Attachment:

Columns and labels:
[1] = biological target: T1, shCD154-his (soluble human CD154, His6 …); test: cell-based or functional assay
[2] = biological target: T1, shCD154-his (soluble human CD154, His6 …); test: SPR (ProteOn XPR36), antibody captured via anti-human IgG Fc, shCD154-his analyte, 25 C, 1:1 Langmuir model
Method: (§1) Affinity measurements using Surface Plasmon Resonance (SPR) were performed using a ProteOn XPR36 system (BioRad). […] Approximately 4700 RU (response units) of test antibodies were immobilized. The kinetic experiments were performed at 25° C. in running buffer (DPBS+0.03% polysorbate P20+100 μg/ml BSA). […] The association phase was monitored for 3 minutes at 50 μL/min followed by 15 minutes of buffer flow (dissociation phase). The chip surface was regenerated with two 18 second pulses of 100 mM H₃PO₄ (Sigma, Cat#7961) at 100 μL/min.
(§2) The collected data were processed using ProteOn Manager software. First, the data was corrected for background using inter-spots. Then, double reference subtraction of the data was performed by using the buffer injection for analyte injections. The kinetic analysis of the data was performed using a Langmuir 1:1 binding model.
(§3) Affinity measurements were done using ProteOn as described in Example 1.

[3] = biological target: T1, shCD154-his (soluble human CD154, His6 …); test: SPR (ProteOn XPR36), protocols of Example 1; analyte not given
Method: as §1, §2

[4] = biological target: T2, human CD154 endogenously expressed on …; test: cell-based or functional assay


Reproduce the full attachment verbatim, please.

Columns and labels:
[1] = biological target: T1, shCD154-his (soluble human CD154, His6 …); test: cell-based or functional assay
[2] = biological target: T1, shCD154-his (soluble human CD154, His6 …); test: SPR (ProteOn XPR36), antibody captured via anti-human IgG Fc, shCD154-his analyte, 25 C, 1:1 Langmuir model
Method: (§1) Affinity measurements using Surface Plasmon Resonance (SPR) were performed using a ProteOn XPR36 system (BioRad). […] Approximately 4700 RU (response units) of test antibodies were immobilized. The kinetic experiments were performed at 25° C. in running buffer (DPBS+0.03% polysorbate P20+100 μg/ml BSA). […] The association phase was monitored for 3 minutes at 50 μL/min followed by 15 minutes of buffer flow (dissociation phase). The chip surface was regenerated with two 18 second pulses of 100 mM H₃PO₄ (Sigma, Cat#7961) at 100 μL/min.
(§2) The collected data were processed using ProteOn Manager software. First, the data was corrected for background using inter-spots. Then, double reference subtraction of the data was performed by using the buffer injection for analyte injections. The kinetic analysis of the data was performed using a Langmuir 1:1 binding model.
(§3) Affinity measurements were done using ProteOn as described in Example 1.

[3] = biological target: T1, shCD154-his (soluble human CD154, His6 …); test: SPR (ProteOn XPR36), protocols of Example 1; analyte not given
Method: as §1, §2

[4] = biological target: T2, human CD154 endogenously expressed on …; test: cell-based or functional assay